That’s how to take the “puzzlement” out of verses which urge us to keep God’s law: “For this is the love of God, that we keep His commandments. And His commandments are not burdensome.” 1 John 5:3 They’re not burdensome because it is God who works within His willing children to do what He knows they’d be happiest doing.


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Praise the Lord!

Photo and Commentary ©2011 by Darren Milam
Wednesday, March 9, 2011
 
Take 5 minutes to meditate on Psalm 113.  As you can see it's all about praising God, for all He does for us.  The image above was captured as the sun was setting on Rosario beach and it shows yet one more reason to praise God.  Thank you God for all the beauty you have given us.
 
"Praise the LORD!
        
         Praise, O servants of the LORD,
         Praise the name of the LORD!
 Blessed be the name of the LORD
         From this time forth and forevermore!
 From the rising of the sun to its going down
         The LORD’s name is to be praised.
        
 The LORD is high above all nations,
         His glory above the heavens.
 Who is like the LORD our God,
         Who dwells on high,
 Who humbles Himself to behold
         The things that are in the heavens and in the earth?
        
 He raises the poor out of the dust,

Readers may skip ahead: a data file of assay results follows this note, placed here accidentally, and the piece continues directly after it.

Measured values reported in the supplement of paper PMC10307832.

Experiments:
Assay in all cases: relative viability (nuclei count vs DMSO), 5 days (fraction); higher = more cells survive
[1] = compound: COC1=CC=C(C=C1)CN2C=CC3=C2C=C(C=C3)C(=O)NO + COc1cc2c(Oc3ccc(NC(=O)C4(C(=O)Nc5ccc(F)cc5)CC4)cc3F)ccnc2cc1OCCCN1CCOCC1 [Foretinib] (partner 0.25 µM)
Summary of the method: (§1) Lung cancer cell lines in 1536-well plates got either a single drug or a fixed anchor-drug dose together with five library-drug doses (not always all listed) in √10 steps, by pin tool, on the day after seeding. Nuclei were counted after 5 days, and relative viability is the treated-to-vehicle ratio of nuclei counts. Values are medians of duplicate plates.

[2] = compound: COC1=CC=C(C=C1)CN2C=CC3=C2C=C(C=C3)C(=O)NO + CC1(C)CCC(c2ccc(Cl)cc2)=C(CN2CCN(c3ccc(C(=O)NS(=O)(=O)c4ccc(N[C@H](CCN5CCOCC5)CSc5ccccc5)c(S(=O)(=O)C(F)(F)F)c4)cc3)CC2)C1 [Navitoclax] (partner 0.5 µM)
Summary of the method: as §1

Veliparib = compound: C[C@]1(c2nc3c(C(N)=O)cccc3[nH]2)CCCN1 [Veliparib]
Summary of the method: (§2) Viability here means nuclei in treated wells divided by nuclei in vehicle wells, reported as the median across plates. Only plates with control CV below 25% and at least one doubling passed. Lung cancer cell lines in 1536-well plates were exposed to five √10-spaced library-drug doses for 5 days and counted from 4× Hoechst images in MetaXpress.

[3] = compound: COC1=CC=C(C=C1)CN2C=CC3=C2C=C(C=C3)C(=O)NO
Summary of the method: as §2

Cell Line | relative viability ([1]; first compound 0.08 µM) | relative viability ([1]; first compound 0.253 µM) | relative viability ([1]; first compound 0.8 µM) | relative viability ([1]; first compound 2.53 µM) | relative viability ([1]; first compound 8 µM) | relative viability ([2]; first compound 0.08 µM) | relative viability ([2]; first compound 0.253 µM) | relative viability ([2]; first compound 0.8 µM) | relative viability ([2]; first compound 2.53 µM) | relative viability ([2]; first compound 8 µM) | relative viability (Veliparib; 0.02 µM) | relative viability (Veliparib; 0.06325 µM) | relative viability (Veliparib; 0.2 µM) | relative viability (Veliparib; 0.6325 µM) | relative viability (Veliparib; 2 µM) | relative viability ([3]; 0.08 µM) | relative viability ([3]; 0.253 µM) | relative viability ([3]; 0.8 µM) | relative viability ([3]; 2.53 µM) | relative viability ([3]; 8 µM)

And lifts the needy out of the ash heap,
 That He may seat him with princes—
         With the princes of His people.
 He grants the barren woman a home,
         Like a joyful mother of children.
        
         Praise the LORD!"


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Brown-Capped Rosy-Finch
Photo and Commentary ©2011 by Robert Howson
Tuesday, March 8, 2011

High in the mountains lives a group of birds known as Rosy-Finches.  Currently they are divided into three separate species, but all breed above timberline except in the high Arctic.  In fall, they may retreat to lower elevations in what is known as an altitudinal migration.  Of the three species, the Brown-capped Rosy-Finch has the most limited range which is confined to the Rocky Mountains, but within that range it is reasonably common.  Interestingly, males outnumber females 6/1, a pattern that is maintained throughout the year.  They also differ from most other species in another way.  While most male birds will select a territory which he believes to be desirable, one that will attract a female and provide for the nestlings, the male Rosy-finch goes about it in a different way.  Instead, he will display before a female, hoping to win her attention.  If he is successful, he follows her, defending her from any other males.  The territory he defends centers upon her, wherever she may be.
 
And isn’t that what each one of us would want, a relationship based upon caring about us personally?  Not our net worth or achievements, but something much deeper.  The Apostle John in his first letter to the church repeatedly describes that type of connection between Christ and His people.  “How great is the love the Father has lavished on us, that we should be called children of God!... This is how God showed his love among us; He sent his one and only Son into the world that we might live through him.  This is love; not that we loved God, but that he loved us and sent his Son as an atoning sacrifice for our sins.”  (1 John 3:1 and 4:9 and 10  NIV)